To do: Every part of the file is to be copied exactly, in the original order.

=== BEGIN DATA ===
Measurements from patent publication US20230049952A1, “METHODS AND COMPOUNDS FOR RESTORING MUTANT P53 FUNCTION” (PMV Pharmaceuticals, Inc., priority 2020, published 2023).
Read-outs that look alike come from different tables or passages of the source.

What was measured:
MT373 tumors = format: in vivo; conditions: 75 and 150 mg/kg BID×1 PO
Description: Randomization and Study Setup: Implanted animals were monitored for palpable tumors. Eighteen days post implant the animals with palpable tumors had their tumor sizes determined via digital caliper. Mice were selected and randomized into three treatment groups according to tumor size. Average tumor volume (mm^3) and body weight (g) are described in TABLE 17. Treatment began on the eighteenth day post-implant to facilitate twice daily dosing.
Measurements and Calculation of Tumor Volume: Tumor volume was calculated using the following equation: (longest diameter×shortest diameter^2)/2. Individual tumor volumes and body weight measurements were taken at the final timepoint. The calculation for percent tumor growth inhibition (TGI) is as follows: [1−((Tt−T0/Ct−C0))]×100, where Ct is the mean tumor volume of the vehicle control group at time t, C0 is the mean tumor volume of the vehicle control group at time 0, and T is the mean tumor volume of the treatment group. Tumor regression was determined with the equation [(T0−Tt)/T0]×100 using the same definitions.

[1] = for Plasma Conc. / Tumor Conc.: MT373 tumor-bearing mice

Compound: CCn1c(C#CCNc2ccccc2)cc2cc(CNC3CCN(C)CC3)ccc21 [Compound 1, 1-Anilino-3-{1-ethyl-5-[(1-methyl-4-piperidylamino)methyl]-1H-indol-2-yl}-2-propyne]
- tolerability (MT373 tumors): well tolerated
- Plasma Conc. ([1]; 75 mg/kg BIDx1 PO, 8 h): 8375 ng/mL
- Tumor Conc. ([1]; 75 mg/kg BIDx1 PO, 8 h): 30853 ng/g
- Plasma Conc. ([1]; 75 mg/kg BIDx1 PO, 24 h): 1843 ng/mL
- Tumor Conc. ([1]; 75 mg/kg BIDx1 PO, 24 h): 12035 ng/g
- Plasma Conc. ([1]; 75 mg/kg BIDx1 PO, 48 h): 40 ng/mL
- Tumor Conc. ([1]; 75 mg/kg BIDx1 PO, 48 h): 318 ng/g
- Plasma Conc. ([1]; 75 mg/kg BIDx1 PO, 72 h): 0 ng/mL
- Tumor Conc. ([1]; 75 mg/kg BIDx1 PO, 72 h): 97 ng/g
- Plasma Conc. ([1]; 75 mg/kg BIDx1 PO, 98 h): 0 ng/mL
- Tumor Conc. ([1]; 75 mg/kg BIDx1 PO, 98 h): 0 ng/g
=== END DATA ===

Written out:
Measurements from patent publication US20230049952A1, “METHODS AND COMPOUNDS FOR RESTORING MUTANT P53 FUNCTION” (PMV Pharmaceuticals, Inc., priority 2020, published 2023).
Read-outs that look alike come from different tables or passages of the source.

What was measured:
MT373 tumors = format: in vivo; conditions: 75 and 150 mg/kg BID×1 PO
Description: Randomization and Study Setup: Implanted animals were monitored for palpable tumors. Eighteen days post implant the animals with palpable tumors had their tumor sizes determined via digital caliper. Mice were selected and randomized into three treatment groups according to tumor size. Average tumor volume (mm^3) and body weight (g) are described in TABLE 17. Treatment began on the eighteenth day post-implant to facilitate twice daily dosing.
Measurements and Calculation of Tumor Volume: Tumor volume was calculated using the following equation: (longest diameter×shortest diameter^2)/2. Individual tumor volumes and body weight measurements were taken at the final timepoint. The calculation for percent tumor growth inhibition (TGI) is as follows: [1−((Tt−T0/Ct−C0))]×100, where Ct is the mean tumor volume of the vehicle control group at time t, C0 is the mean tumor volume of the vehicle control group at time 0, and T is the mean tumor volume of the treatment group. Tumor regression was determined with the equation [(T0−Tt)/T0]×100 using the same definitions.

[1] = for Plasma Conc. / Tumor Conc.: MT373 tumor-bearing mice

Compound: CCn1c(C#CCNc2ccccc2)cc2cc(CNC3CCN(C)CC3)ccc21 [Compound 1, 1-Anilino-3-{1-ethyl-5-[(1-methyl-4-piperidylamino)methyl]-1H-indol-2-yl}-2-propyne]
- tolerability (MT373 tumors): well tolerated
- Plasma Conc. ([1]; 75 mg/kg BIDx1 PO, 8 h): 8375 ng/mL
- Tumor Conc. ([1]; 75 mg/kg BIDx1 PO, 8 h): 30853 ng/g
- Plasma Conc. ([1]; 75 mg/kg BIDx1 PO, 24 h): 1843 ng/mL
- Tumor Conc. ([1]; 75 mg/kg BIDx1 PO, 24 h): 12035 ng/g
- Plasma Conc. ([1]; 75 mg/kg BIDx1 PO, 48 h): 40 ng/mL
- Tumor Conc. ([1]; 75 mg/kg BIDx1 PO, 48 h): 318 ng/g
- Plasma Conc. ([1]; 75 mg/kg BIDx1 PO, 72 h): 0 ng/mL
- Tumor Conc. ([1]; 75 mg/kg BIDx1 PO, 72 h): 97 ng/g
- Plasma Conc. ([1]; 75 mg/kg BIDx1 PO, 98 h): 0 ng/mL
- Tumor Conc. ([1]; 75 mg/kg BIDx1 PO, 98 h): 0 ng/g